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Martin Luther King Speech Reflection


King revealed his talent for public speaking as early as in high school, where he was a successful member of a debate team (Fleming, 2008). His academic path, which resulted in acquiring a bachelor’s degree in social sciences and divinity, and Ph.D. in systematic theology, certainly contributed to his mastery of both spoken and written word. King as an excellent public speaker was familiar with principles and techniques of winning the support of his listeners. One of such techniques is ethos. It encompasses several concepts such as moral right, expertise, or knowledge required to speak about the subject with the audience. In King’s case, his being African American and uniting himself with the public even further through the use of the second person makes Ethos pre-established. In addition, he calls upon the word of God to speak about the equality of people (King, 1963).

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The second mode of persuasion King demonstrated in his speech was pathos. Pathos is the use of people’s emotions. A speaker could create empathy or instigate fear into his audience by appealing to their senses. King used this technique to inspire people to fight and do not stop fighting for equality in economic, civil, and basic human rights. For instance, he said, “America has given the Negro people a bad check, a check which has come back marked ‘insufficient funds” (King, 1963, para. 4). This phrase appeals to the bitter feeling of hopelessness and despair from being poor – a feeling that many African Americans had not once in those times.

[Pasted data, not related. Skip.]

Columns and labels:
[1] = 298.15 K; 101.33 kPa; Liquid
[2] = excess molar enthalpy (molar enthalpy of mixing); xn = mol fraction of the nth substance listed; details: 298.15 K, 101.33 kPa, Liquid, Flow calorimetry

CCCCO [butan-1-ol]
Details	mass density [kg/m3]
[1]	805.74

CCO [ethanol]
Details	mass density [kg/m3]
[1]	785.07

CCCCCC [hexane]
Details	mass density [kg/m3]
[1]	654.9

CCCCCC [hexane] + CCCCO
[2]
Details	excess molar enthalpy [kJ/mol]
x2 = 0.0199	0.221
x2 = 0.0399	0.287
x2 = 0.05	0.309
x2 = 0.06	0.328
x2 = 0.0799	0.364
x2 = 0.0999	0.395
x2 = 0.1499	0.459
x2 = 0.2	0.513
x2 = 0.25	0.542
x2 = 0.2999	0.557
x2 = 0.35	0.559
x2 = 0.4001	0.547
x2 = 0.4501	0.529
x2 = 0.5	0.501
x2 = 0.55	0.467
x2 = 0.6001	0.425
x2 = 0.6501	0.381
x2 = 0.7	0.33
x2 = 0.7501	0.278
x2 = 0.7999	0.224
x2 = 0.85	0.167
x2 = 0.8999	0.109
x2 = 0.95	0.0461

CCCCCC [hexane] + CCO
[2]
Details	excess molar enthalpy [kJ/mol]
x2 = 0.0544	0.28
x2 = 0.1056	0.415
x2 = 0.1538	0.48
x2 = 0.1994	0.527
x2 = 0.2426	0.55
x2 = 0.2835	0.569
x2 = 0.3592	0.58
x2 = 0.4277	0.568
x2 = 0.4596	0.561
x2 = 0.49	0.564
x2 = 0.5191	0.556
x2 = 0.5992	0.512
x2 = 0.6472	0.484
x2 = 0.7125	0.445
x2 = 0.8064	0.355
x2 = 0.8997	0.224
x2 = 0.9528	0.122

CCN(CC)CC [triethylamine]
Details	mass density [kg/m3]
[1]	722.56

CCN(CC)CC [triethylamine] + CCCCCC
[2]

The third mode, Logos, or the appeal to logic, was demonstrated by King in his phrase “We have also come to this hallowed spot to remind America of the fierce urgency of Now” (King, 1963, para. 6). By hallowed spot he meant the Lincoln memorial, implying that Lincoln was also advocating for the equal rights of African Americans and that a place was chosen for a reason.


Department of Education and Public Programs. (n.d.). Analyzing the rhetoric of JFK’s inaugural address. Web.

Dugan, A. & Newport, F. (2013). Americans rate JFK as top modern president. Web.

Fleming, A. (2008). Martin Luther King, Jr. New York, NY: Sterling.

King, M., L., Jr. (1963). I have a dream, Web.

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Teaching with documents: FDR’s first inaugural address. (2016). Web.

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